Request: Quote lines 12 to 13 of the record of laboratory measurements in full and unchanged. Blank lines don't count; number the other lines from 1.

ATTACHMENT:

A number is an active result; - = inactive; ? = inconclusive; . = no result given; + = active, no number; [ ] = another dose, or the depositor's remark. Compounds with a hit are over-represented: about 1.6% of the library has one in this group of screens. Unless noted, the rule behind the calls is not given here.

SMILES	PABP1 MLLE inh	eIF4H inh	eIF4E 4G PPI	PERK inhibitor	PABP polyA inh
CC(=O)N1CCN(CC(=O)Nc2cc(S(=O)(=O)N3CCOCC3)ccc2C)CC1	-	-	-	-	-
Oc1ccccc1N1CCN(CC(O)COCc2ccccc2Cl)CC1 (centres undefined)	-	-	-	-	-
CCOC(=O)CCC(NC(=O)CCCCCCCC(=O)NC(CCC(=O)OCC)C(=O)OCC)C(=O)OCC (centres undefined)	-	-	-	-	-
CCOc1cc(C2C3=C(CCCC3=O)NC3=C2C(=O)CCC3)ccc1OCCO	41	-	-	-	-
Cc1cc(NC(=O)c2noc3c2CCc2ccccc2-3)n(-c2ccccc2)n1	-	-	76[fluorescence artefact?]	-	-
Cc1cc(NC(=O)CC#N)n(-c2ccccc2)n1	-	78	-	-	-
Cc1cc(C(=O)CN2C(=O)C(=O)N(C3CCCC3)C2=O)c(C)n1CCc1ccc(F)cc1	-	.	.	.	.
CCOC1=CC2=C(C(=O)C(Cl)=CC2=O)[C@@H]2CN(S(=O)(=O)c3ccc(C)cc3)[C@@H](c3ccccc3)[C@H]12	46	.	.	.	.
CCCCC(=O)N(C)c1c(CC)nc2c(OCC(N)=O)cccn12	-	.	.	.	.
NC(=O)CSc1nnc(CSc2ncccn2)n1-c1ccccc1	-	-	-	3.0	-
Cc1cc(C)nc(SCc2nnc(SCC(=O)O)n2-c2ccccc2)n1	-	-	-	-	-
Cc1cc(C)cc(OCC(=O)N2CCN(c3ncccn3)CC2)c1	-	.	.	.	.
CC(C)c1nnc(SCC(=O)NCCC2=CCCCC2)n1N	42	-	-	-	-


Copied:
NC(=O)CSc1nnc(CSc2ncccn2)n1-c1ccccc1	-	-	-	3.0	-
Cc1cc(C)nc(SCc2nnc(SCC(=O)O)n2-c2ccccc2)n1	-	-	-	-	-